Achaia, principality of


Historical Dictionary of Byzantium . .

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  • Achaia —    A late Roman province that included southern and central Greece (q.v.) south of Thermopylae (q.v.). Its capital was at Corinth (q.v.). Later Achaia was incorporated into the late seventh century theme of Hellas (qq.v.). William I of Champlitte …   Historical dictionary of Byzantium

  • Greece, history of — ▪ Byzantine to modern Introduction       history of the area from the Byzantine (Byzantine Empire) period, beginning about AD 300, to the present. For earlier periods, see Aegean civilizations; ancient Greek civilization; and Hellenistic Age.… …   Universalium

  • Marie of Bourbon — (c. 1315 1387) was the Empress consort of Robert of Taranto, titular Latin Emperor of Constantinople.FamilyShe was a daughter of Louis I, Duke of Bourbon and Mary of Avesnes. She was a younger sister of Peter I, Duke of Bourbon and an older… …   Wikipedia

  • Marie de Bourbon, Princess of Achaea — For other people of the same name, see Marie de Bourbon (disambiguation). Marie of Bourbon (c. 1315 – 1387) was the Empress consort of Robert of Taranto, titular Latin Emperor of Constantinople. Contents 1 Family 2 First marriage 3 Second… …   Wikipedia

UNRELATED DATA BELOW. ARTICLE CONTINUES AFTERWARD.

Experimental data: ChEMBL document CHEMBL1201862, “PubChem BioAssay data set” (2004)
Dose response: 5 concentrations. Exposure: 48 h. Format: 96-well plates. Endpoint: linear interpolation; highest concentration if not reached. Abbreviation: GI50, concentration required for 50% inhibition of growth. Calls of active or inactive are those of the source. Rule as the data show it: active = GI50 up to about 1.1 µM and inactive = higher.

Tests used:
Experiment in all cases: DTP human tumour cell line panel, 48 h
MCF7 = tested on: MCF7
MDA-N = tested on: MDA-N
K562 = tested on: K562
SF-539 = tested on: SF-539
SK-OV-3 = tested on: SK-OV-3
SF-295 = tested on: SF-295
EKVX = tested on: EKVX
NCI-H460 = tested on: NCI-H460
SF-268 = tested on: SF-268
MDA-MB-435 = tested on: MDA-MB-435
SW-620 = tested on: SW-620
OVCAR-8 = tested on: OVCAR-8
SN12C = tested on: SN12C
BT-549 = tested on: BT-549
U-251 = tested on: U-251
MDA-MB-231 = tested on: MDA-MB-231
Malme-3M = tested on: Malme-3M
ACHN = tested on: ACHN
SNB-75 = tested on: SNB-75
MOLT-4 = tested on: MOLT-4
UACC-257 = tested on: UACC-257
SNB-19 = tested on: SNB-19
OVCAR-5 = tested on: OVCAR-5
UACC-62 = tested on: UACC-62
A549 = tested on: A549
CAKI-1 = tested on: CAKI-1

• Achaea — Infobox Pref GR name = Achaea name local = Νομός Αχαΐας periph = West Greece capital = Patras population = 331,316 population as of = 2005 pop rank = 5th pop dens = 101.3 popdens rank = 9th area = 3,271.507 area rank = 14th postal code = 25x xx… …   Wikipedia

  • Greece — • History of the country and church Catholic Encyclopedia. Kevin Knight. 2006. Greece     Greece     † …   Catholic encyclopedia

  • James III of Majorca — James III (also Jaume or Jaime ; 1315 ndash; 25 August 1349), called the Rash or the Unfortunate, son of Ferdinand of Majorca and Isabelle de Sabran, heiress of Principality of Achaea, was the King of Majorca from 1324 to 1344. He was the last… …   Wikipedia

  • William I Champlitte —    Prince of Achaia (i.e., of the Principality of Achaia, or Morea [qq.v.]) from 1205 1208. With the permission of Boniface of Montferrat (q.v.), and with the aid of Geoffrey I Villehardouin (q.v.), he began the conquest of the Morea in 1205. The …   Historical dictionary of Byzantium

  • Chronicle of Morea — The Chronicle of Morea ( el. Το χρονικόν του Μορέως) is a long 14th century text, of which 4 versions are extant, a French, a Greek (in verse), an Italian and an Aragonese. The Chronicle is more than 9,000 lines long and it narrates events of the …   Wikipedia

  • Chronicle of the Morea — Text from the Chronicle of the Morea [1] The Chronicle of the Morea (Greek: Το χρονικόν του Μορέως) is a long 14th century history text, of which four versions are extant: in French, Greek (in verse) …   Wikipedia

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